On August 27, 2009, about 0900 eastern daylight time, a Piper PA-25-235, N7339Z, was substantially damaged when it impacted a tree after a forced landing near Decatur County Industrial Air Park (BGE), Bainbridge, GA. The private pilot sustained no injuries. Visual meteorological conditions prevailed and no flight plan was filed for the local solo aerial application training flight. The flight was conducted under the provisions of Title 14 Code of Federal Regulations Part 91. Use your browsers 'back' function to return to synopsisReturn to Query Page
The pilot reported that after completing a pre-flight inspection of the airplane he added "a few quarts of oil" to the engine. He confirmed the airplane was fueled and added water to the container on board for this training flight. After departure he flew to a pre-determined field to perform aerial application practice and empty the water only container on the field. After completion of that application he returned to BGE, refueled the airplane, filled the water container for another practice application, and taxied back out for departure. He reported that during the engine run-up he needed to lean the mixture a little, ran the engine at a lean fuel setting for a short period of time, went to the full rich mixture position and the engine "ran fine."
After departing he flew to his pre-determined practice location and performed several passes along the field approximately 50 feet above ground level (agl). He stated that on the sixth or seventh pass across the field the "engine quit all of a sudden." He immediately landed in the field; however he was unable to stop the airplane prior to the trees that surrounded the field. He attempted to avoid as many trees as he could; however the left wing struck a tree approximately 9 inches in diameter damaging the wing. He stated that after recovery of the engine he was able to look at it himself and found no apparent external damage, the oil dipstick still had the proper amount of oil on it and had no metallic filings that he could see. He further reported that until the engine quit on him "everything was working at 100 percent."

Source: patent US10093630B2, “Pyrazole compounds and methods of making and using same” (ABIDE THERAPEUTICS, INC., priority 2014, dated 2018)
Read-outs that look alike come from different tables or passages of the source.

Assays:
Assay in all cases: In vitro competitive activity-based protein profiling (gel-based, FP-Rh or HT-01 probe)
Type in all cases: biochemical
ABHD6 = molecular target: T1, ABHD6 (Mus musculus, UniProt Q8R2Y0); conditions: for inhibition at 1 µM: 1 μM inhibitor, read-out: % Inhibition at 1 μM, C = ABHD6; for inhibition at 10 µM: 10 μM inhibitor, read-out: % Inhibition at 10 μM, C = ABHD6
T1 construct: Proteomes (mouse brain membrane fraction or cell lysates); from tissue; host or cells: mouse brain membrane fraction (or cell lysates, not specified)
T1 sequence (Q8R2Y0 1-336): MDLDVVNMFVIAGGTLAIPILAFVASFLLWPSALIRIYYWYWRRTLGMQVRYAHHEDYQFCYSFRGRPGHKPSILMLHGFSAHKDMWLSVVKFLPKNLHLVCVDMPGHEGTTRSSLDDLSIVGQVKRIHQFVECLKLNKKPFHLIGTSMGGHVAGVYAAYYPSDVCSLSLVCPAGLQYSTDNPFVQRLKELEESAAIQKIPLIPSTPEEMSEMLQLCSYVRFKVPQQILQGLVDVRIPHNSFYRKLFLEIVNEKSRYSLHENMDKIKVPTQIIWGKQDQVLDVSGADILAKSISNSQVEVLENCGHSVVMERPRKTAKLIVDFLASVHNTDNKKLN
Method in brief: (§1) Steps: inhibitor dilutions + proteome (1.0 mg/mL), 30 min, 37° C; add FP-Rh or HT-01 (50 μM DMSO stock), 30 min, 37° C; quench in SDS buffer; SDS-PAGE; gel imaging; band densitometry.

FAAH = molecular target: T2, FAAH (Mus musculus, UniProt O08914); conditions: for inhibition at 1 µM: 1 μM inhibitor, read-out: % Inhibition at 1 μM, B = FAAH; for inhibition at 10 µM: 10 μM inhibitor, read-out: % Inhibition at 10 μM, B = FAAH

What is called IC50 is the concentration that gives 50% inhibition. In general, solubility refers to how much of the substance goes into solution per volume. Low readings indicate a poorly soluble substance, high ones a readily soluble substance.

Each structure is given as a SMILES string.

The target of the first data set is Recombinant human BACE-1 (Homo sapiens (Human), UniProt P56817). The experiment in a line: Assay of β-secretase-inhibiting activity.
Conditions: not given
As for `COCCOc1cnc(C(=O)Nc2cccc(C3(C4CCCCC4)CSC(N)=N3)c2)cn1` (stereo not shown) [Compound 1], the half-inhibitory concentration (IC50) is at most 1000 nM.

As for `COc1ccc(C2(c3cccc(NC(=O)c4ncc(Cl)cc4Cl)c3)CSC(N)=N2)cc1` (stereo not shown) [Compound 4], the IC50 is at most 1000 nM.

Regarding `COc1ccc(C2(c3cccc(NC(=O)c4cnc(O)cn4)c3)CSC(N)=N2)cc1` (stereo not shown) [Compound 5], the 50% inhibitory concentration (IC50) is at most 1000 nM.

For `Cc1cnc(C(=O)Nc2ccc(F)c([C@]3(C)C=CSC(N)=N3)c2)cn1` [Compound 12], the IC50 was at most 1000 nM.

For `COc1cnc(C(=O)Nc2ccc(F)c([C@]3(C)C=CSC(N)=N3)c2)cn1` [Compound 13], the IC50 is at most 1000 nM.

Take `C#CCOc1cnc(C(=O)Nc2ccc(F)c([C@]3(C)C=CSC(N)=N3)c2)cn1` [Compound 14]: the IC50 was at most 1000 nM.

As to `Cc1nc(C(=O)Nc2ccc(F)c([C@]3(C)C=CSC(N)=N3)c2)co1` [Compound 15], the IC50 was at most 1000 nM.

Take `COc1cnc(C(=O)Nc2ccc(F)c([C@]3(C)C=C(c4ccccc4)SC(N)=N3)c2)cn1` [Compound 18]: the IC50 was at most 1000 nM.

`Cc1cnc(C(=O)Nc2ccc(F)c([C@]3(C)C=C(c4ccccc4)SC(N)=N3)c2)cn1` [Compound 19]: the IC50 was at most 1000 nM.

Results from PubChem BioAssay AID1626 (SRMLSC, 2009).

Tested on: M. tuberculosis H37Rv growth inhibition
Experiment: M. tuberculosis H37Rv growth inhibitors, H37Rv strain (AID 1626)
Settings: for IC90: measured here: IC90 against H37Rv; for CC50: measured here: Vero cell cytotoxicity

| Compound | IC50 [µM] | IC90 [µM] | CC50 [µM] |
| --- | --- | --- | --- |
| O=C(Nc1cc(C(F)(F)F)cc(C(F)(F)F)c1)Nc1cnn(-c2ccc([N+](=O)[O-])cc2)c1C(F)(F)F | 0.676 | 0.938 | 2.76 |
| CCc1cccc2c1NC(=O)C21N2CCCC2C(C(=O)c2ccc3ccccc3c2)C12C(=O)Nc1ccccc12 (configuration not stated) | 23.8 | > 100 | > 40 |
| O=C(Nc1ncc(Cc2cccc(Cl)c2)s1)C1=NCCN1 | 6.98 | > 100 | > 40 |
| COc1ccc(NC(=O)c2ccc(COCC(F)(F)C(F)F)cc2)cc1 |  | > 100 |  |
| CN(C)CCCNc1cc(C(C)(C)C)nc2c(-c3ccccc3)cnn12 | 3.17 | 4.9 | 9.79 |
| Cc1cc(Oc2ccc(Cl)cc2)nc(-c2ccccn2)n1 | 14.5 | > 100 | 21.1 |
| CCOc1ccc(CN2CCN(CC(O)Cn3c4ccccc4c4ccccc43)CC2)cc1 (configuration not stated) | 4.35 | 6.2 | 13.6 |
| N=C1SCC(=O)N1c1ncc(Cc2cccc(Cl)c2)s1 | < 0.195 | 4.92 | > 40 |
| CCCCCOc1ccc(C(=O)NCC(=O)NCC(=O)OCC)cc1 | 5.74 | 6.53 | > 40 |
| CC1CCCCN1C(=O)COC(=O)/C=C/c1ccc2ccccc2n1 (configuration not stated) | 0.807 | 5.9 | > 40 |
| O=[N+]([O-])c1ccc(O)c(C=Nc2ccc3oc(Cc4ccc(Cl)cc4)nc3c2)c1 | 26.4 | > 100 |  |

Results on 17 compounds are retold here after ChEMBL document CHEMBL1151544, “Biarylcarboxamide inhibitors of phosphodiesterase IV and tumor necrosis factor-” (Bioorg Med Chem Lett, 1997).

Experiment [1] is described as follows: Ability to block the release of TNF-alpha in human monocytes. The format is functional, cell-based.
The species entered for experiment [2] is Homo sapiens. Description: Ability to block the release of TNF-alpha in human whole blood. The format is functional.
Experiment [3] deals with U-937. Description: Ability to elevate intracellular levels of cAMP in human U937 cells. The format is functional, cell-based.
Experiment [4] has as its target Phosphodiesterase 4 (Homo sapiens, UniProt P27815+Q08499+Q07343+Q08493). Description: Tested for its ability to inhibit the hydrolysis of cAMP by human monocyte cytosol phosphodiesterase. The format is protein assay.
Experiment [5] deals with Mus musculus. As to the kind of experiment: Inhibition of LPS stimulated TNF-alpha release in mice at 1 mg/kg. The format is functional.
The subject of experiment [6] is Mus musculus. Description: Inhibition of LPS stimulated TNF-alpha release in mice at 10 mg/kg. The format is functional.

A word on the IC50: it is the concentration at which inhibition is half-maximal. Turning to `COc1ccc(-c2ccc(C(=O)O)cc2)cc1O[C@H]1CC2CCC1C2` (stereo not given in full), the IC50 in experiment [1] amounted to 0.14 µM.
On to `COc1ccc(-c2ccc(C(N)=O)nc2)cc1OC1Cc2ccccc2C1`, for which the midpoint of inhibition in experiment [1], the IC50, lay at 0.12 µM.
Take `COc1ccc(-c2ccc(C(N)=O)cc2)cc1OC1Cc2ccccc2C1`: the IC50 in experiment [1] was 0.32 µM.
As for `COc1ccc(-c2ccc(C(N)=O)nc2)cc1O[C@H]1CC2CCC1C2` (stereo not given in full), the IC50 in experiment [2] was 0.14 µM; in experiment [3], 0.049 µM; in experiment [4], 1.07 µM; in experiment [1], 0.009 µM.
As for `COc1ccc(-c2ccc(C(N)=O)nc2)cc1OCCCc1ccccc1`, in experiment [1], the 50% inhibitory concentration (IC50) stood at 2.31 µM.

The owner of the airplane reported to the Safety Board that approximately 12 flight hours prior to the accident the left magneto had been replaced on the engine and that was the only mechanical work accomplished on it.
The Federal Aviation Administration inspector that responded to the accident scene reported that there was substantial damage to the wing and that one propeller blade exhibited a slight aft bend and the other blade had no bending to it.
During a follow-on examination the propeller was rotated by hand without restriction or binding and movement of all pistons was confirmed. Compression and valve movement was unable to be confirmed.
The left magneto was removed and spark was produced on all towers when rotated by hand. The left magneto drive coupling was rotated by hand and was disconnected from the mating idler gear.
The accessory drive housing was removed and rotational damage was observed near the idler gear associated with the left magneto and camshaft gear. The magneto drive gear and the camshaft gear teeth were damaged. Rotational scoring was observed on the crankcase were the idler gear attaches. The idler gear, short shaft, attachment plate, and two attachment bolts were separated. The idler gear and short shaft were located in the oil sump. The lower bolt end was located inside the engine case and the upper bolt end was sheared. The oil pan was drained and only small metal particulates were found. The attachment plate and the two bolt heads were not located.
According to the airplane's engine logbook, the engine was overhauled on January 13, 2004. The most recent annual inspection was recorded on December 01, 2008 and at that time the airplane had 8,430.5 total hours in service and a recorded tachometer time of 1171.2 hours. The last recorded entry was on August 12, 2009 at which time the left magneto was replaced and at that time the recorded tachometer time was 1,370.4 hours and the time since major over haul was 1,286.4 hours.
The 1300 recorded weather observation at BGE, included winds from 090 degrees at 3 knots, visibility 10 miles, clear skies, temperature 23 degrees C, dewpoint 22 degrees C, altimeter 30.04 inches of mercury.